Halfway through "Fobbit," Staff Sgt. Chance Gooding compares "Catch-22" to "an owner's manual for war."
Like Joseph Heller's classic book, David Abrams' first novel is a satire that lampoons the stupidity, terror and futility of war. Rather than World War II Italy, however, "Fobbit" takes place in modern Iraq, with satire as scathing and funny as “Catch-22.”
Told from the viewpoints of five soldiers, the action goes down at and around Forward Operating Base (FOB) Triumph, headquarters of the Seventh Armored Division.
Here, combat soldiers and rear-echelon personnel share the same base, but not the same housing. Infantry grunts live in Connex shipping containers, "something akin to a Dumpster," while officers and Fobbits live in air-conditioned trailers. Grunts call non-combat personnel "Fobbits," a pejorative combination of FOB and hobbit, each "reluctant to venture beyond their shire."
Some Fobbits are good soldiers mired in absurdly bureaucratic red tape. Career Fobbit Sgt. Gooding works in the Public Affairs Office and writes press releases, putting the best patriotic spin on sniper attacks, suicide bombings and Iraqi unrest.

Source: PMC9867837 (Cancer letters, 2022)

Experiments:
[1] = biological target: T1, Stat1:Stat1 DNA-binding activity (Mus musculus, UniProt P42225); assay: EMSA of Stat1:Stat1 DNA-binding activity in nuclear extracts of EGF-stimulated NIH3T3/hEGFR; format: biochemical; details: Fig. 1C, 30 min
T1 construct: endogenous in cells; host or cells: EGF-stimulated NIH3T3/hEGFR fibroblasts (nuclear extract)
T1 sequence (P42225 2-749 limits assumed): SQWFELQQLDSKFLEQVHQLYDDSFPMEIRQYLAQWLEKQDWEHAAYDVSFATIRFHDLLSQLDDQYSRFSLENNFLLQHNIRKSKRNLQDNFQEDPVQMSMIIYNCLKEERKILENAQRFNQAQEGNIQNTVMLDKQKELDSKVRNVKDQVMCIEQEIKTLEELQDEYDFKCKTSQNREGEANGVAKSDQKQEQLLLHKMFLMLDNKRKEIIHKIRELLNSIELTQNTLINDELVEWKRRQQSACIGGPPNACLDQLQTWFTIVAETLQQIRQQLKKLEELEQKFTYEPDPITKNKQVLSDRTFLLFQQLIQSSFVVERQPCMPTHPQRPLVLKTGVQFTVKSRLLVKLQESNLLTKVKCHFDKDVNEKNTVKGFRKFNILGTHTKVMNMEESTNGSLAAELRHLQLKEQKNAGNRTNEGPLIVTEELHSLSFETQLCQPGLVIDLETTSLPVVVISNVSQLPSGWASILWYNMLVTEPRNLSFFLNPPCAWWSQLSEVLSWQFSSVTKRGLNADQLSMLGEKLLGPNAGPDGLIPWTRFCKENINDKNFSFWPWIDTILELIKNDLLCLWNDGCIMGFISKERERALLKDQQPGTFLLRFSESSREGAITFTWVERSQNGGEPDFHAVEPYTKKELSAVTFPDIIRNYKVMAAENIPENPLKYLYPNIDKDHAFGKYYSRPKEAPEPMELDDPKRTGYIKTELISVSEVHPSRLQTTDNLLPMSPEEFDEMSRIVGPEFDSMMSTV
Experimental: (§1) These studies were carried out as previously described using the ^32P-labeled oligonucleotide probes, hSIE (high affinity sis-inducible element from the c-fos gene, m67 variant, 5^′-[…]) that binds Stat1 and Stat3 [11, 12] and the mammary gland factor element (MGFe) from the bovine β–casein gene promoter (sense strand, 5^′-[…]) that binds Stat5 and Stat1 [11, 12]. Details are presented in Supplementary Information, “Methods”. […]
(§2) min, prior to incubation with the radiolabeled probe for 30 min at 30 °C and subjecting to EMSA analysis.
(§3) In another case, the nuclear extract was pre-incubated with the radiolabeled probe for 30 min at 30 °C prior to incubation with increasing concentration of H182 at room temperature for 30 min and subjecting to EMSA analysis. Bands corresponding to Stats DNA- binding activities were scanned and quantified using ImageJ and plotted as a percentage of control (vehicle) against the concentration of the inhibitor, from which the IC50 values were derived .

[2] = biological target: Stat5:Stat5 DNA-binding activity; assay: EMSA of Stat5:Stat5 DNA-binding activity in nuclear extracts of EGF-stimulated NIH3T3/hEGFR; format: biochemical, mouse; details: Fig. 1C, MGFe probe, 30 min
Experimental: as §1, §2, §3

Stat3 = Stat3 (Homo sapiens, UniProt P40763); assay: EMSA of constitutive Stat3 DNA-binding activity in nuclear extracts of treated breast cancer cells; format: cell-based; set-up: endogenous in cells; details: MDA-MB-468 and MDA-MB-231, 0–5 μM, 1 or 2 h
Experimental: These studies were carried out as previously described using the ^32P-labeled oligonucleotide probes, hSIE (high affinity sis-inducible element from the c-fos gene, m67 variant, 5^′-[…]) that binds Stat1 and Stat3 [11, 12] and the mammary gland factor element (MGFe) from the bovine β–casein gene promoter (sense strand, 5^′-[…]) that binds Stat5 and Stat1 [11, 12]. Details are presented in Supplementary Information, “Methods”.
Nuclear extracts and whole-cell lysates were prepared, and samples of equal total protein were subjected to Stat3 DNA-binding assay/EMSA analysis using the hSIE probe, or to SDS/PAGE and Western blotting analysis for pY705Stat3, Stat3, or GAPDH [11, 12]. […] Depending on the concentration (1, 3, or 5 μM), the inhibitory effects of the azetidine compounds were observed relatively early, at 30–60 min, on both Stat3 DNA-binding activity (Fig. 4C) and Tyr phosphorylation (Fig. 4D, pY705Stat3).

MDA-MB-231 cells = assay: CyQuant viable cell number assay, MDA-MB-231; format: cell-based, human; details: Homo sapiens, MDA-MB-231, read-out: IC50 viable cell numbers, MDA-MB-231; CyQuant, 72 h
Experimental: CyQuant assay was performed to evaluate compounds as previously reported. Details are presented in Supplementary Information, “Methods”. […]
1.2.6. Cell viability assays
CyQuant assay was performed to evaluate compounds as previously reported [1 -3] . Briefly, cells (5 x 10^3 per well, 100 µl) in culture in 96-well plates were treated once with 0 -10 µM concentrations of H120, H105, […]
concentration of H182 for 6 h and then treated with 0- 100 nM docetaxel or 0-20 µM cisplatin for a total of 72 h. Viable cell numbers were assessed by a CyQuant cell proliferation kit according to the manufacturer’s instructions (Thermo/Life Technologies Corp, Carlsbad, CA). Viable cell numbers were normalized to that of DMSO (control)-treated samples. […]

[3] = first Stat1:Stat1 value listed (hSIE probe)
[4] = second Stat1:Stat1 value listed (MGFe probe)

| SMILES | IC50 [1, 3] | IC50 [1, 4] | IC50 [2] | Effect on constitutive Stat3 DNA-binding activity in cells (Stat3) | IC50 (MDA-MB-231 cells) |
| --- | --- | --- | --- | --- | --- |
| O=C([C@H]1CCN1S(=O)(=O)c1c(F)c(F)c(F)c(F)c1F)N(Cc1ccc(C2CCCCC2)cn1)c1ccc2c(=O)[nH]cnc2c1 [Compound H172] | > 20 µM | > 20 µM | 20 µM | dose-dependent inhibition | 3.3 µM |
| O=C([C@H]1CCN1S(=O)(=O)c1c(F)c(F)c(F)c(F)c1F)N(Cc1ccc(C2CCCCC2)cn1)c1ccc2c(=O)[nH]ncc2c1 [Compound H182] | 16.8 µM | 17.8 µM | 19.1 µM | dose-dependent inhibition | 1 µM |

Unfortunately for Gooding, his press releases go through so many channels and rewrites that he's seldom able to positively propagandize the war before AP and CNN report the news.
Other Fobbits are bunglers like Lt. Col. Harkleroad, Gooding's boss. He's fat, prone to nosebleeds and has earned the pity and ridicule of other staff officers.
When he's away from his desk, he's either munching on a treat or writing lies to his mother about his "heroism." After an explosion, Harkleroad writes, "Everyone else was running away and it turned out your son was the only one to move forward to give comfort and aid to the wounded."
Lt. Col. Colonel Duret, a dedicated and competent combat officer, daydreams of his wife and his dog. He longs to be away from the madness in Iraq. His biggest problem is handling Capt. Shrinkle, an overzealous fool who causes so much trouble that he's eventually Fobbitized and worse.
Abrams, an army veteran, says he kept "scribbled diary entries which would later be transmogrified into the fiction of 'Fobbit.'" The result is provocative satire that rarely misses its target. But Abrams could've cut a few clichés and the cartoonish gag where Harkleroad marches into a wall after getting chewed out by his chief.
But "Fobbit" entertains enough to atone for those minor flaws. And like Gooding says of "Catch-22," I can't think of a better new book than "Fobbit" to get your perspective on war skewed in the right direction.